Since our wonderful scholar-in-residence Rabbi Menachem Creditor is in Israel to see UJA’s work on the ground, I had the privilege of teaching one of the many study groups he normally leads each week. In my almost five years at UJA, this was the first time I served as “substitute rabbi.”
After hours of preparation and creating source sheets, I developed an even greater admiration for what Menachem and so many rabbis seem to do with ease. Menachem teaches people with highly diverse backgrounds and interests, from all different segments of our community. What they have in common is the desire to study and find meaning in our Jewish texts. And Menachem (as Rabbi Michael Paley did before him) brilliantly facilitates their learning on a wide variety of subjects.
Just coincidentally (if there is such a thing), I was asked to lead a session about this week’s Torah portion, Terumah, Hebrew for “contribution” or “gift” — a UJA CEO’s dream parsha!
Terumah describes in painstaking detail the building of the Tabernacle, the elaborate yet portable “house for God” that the Israelites carried with them from place to place as they wandered the desert for 40 years.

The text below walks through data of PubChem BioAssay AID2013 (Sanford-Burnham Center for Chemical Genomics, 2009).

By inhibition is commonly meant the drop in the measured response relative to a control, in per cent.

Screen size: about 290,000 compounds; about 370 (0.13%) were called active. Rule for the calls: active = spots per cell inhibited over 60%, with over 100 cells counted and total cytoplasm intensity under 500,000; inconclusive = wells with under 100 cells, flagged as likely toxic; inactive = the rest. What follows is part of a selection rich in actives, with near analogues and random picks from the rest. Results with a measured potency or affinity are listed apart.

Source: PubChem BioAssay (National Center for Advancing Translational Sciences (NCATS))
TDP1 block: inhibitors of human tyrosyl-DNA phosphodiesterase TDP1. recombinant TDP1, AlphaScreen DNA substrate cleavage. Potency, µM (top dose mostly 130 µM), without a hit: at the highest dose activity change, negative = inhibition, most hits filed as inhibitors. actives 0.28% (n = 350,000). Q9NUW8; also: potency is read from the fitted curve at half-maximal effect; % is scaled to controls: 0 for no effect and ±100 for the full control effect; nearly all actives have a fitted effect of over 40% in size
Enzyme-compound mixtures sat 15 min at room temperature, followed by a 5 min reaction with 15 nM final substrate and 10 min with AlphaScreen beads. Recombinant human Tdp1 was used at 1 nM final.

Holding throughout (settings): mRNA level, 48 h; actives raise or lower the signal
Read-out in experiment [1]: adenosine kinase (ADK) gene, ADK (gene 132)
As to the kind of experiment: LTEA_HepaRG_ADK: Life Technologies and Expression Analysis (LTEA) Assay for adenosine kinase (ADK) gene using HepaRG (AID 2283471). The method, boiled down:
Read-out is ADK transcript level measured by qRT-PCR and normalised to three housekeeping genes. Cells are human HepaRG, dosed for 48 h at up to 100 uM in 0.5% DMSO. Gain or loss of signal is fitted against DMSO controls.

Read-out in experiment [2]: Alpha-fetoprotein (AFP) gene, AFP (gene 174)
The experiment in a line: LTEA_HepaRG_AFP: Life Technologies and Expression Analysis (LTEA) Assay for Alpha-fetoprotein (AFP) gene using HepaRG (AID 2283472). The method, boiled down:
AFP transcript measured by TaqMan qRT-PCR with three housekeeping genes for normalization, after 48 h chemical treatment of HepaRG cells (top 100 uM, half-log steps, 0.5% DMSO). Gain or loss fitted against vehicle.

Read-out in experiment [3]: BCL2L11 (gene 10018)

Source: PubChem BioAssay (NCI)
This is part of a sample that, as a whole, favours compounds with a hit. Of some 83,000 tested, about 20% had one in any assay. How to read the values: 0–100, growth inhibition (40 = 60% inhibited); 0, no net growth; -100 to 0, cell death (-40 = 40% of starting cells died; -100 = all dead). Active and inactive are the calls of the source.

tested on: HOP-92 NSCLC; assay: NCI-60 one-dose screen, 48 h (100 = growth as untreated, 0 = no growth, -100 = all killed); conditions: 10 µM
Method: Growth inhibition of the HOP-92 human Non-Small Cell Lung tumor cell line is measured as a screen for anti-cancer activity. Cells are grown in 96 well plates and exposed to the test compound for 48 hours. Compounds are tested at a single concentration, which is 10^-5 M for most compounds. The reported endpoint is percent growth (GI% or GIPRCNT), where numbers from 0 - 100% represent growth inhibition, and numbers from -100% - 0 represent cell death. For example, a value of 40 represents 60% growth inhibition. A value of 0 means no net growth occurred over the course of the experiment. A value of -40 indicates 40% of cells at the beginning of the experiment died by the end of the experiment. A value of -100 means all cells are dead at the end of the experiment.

Many commentators ask why the narrative about the Tabernacle is described in such exhaustive detail. It was only a temporary structure, and yet the description of the building and the objects contained within takes up almost the whole last third of the book of Exodus. An even more basic question, why is the building of the Tabernacle contained in the Exodus story at all? Exodus is the story of the birth of a nation. Why then spend so much of the book describing the construction of curtains and tables and the other objects in the Tabernacle?
One possible answer, suggested by Rabbi Jonathan Sacks, is to look at all that came before. Up until this moment, the Israelites were passive receivers. They were brought out of bondage. The Red Sea was split before them. Their food, manna, was provided for them. Things were done for them (and they mostly whined).
Now, at last, they are the ones doing. Building. Giving.
The Tabernacle — this house for God — was the first great project the Israelites undertook together. And it was funded, as we’re told in the Bible, out of the gifts of “everyone whose heart prompts them to give.” With this building, the Israelites became, as Rabbi Sacks beautifully notes, “co-architects of their own destiny,” capable of collective action and responsible for one another.
And so it turns out that perhaps the structure itself matters less than the act of building. God, after all, doesn’t really live in buildings. He lives, as Rabbi Sacks puts so eloquently, in the heart of the builders. He adds, “When people give voluntarily to one another and to holy causes, that is where the divine presence rests.”
I see this concept come alive in our work every day. The act of giving itself matters almost as much as what the gift makes possible. It changes the giver. And the giver can change the world.